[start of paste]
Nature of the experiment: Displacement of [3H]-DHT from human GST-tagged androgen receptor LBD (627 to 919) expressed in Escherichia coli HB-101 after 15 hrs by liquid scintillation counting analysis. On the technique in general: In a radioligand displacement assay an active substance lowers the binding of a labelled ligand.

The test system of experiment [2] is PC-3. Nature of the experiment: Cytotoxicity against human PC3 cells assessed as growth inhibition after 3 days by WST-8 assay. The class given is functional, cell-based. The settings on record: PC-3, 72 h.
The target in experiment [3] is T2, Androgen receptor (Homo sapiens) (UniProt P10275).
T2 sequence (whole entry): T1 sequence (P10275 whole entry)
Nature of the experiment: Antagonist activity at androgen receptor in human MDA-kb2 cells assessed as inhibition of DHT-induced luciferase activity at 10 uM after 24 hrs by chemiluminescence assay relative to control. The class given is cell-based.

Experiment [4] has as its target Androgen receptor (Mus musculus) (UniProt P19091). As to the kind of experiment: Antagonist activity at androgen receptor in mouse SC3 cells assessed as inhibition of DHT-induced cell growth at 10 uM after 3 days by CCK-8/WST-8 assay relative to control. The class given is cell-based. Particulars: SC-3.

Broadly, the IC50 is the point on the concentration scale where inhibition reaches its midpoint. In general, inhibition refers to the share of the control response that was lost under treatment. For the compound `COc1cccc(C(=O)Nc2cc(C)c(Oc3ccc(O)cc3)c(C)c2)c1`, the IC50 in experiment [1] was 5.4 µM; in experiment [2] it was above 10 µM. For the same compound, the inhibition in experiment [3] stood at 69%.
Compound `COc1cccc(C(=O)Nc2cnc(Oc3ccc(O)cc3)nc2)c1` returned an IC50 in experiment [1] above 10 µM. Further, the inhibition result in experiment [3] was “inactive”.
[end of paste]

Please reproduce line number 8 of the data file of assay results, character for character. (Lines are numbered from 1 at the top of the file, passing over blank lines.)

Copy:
Compound `COc1cccc(C(=O)Nc2cnc(Oc3ccc(O)cc3)nc2)c1` returned an IC50 in experiment [1] above 10 µM. Further, the inhibition result in experiment [3] was “inactive”.